The Plymouth Raiders had a weekend of mixed fortunes finishing
with a dramatic late win over Cheshire Phoenix yesterday.
But they were beaten by Surrey Scorchers on Friday
evening, in a game that was broadcast live
The Raiders kept in touch with their hosts early on,
but the Scorchers proved too much and eventually took the win 99-75.
The Raiders are now fifth in the BBL Championship
with their next game on Friday against the Worcester Wolves
And finally from me, congratulations to 22-year-old
Jack Bowyer who plays for Sticker Football
As of this weekend, he has scored a hat-trick in each
He plays his football in the Peninsula West Division
and that's not all - he's now scored a total of eight
Have any other players stunned that? There are some in the Wolverhampton
area who have done the same. We wondered if Jack was a record
breaker but there are some good ones around.
We've covered many art projects on Spotlight -
sculptures made out of bottles found on beaches, village lampposts
adorned with knitted jackets - and now skateboards have been turned
into works of art by a group of artists in Plymouth.
18 boards have been transformed at Studio 102 and they're now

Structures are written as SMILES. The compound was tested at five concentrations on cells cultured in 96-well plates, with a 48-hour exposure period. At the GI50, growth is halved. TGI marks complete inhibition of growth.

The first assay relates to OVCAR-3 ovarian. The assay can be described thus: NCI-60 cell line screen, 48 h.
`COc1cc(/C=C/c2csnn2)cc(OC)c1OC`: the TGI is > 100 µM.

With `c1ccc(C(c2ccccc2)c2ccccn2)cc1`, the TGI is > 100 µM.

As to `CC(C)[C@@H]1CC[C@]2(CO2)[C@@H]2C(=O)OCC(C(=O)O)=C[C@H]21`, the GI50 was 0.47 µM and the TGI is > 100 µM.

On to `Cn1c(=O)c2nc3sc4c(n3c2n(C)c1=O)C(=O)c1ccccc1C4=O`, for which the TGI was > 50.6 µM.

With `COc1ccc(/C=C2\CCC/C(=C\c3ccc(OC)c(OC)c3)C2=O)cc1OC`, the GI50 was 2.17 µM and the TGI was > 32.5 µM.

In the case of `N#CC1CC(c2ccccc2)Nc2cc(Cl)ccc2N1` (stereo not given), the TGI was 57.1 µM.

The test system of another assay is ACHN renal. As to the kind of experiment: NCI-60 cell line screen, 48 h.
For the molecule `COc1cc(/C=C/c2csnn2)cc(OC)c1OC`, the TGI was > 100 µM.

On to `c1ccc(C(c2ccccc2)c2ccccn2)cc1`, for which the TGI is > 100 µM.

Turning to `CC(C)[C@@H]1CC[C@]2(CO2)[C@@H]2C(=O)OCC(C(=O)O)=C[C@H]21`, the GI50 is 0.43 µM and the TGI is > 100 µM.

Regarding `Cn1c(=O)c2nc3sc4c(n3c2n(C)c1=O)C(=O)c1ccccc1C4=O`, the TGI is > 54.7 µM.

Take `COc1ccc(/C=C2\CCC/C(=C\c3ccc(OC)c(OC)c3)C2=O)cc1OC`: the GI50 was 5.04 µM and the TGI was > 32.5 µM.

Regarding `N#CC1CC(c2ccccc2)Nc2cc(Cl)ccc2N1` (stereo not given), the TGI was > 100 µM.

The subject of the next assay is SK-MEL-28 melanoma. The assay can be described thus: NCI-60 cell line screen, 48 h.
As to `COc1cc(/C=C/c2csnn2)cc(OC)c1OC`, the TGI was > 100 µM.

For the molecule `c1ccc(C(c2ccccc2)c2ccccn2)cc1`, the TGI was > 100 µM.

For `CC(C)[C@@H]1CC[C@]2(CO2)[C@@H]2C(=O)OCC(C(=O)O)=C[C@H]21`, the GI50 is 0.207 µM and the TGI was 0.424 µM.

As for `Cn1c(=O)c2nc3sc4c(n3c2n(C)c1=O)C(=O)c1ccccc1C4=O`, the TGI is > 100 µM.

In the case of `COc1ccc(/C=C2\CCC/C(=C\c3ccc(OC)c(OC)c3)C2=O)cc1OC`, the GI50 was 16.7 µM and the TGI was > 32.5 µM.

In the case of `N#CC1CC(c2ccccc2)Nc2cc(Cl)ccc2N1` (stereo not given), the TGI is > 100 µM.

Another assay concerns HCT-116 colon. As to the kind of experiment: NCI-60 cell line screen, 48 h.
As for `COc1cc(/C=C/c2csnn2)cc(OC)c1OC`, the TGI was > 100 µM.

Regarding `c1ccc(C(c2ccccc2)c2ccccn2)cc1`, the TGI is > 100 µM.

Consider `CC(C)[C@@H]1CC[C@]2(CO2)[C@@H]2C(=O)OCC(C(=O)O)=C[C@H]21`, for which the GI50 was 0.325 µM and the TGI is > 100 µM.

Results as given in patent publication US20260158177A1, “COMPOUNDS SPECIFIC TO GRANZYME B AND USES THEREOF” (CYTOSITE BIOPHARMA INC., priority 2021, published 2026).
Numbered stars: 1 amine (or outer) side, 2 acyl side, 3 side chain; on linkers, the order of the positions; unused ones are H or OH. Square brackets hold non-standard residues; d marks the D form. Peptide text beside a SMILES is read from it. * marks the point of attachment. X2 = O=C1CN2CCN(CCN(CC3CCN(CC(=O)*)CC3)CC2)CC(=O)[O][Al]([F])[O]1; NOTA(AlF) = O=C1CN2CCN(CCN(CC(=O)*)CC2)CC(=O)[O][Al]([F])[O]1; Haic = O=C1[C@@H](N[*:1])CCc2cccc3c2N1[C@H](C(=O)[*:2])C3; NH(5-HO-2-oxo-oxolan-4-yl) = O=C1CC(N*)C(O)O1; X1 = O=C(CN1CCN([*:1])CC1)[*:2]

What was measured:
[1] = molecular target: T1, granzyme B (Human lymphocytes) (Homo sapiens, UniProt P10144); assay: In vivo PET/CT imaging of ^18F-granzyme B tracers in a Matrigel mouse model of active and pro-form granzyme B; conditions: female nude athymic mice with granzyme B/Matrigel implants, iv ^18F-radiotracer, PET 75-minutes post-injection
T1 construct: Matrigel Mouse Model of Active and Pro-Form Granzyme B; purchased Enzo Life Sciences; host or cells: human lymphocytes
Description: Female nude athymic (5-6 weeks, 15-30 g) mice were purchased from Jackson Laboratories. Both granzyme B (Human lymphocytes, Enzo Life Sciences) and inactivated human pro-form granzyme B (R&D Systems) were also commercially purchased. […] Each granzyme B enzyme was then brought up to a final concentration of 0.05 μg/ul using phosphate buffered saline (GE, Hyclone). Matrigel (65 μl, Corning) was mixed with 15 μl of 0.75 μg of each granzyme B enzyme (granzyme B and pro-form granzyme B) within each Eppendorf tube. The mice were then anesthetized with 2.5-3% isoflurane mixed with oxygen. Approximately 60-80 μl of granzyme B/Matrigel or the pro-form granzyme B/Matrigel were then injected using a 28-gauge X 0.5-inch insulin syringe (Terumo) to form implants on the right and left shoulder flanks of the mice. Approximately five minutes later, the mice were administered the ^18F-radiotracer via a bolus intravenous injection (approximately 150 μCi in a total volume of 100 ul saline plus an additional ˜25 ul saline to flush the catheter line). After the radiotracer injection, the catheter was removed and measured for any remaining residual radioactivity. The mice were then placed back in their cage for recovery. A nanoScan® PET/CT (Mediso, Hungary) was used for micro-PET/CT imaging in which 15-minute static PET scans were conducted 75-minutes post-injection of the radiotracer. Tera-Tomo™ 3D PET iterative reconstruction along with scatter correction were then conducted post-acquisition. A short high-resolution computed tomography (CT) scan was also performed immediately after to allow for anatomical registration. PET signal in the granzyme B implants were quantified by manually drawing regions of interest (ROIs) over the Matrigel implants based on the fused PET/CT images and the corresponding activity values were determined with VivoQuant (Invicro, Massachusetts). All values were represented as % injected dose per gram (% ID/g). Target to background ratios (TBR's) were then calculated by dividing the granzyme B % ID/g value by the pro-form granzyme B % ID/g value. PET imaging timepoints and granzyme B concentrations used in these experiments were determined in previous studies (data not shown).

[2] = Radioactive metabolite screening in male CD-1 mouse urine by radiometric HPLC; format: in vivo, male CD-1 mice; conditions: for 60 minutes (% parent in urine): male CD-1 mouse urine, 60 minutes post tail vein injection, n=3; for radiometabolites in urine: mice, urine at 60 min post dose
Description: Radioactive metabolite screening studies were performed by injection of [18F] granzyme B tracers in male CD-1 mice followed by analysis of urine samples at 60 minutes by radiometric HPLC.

being auctioned to raise money for the Devon Air Ambulance.
As Jane Chandler reports, each one has a unique design
with the idea to stop people throwing things away.
The wheels have come of these skateboards and they are now headed
in a new direction. This bench is seven different skateboards that I
have fashioned together into something more functional. I have
sculptured a bench because they have a background in sculpture. Although
the artists are not skateboarders, they are sympathetic to their spirit
of freedom. I found some words online that inspired me. We are
skateboarders and nothing big or small can stop us except purples. I
have this vision of kryptonite and pebbles. It's a mixture of mediums
using spray paint and paint pens. The natural grain of the board is
sanded back and I left that to give it a nice effect. I am a fan of
sci-fi and pop culture so I thought I would reach out to that group. It
is designed to look old and crunchy. Lots of fine metal I covered in
black paint. I am very proud of it. If you want one of these boards, you
have until the end of the week to bid for one.
We were talking about stargazing earlier on. Let's see if we have
clear skies for that. Probably not. On the good side it is mild. We have
had temperatures of 15, 16 degrees today, that is pretty mild for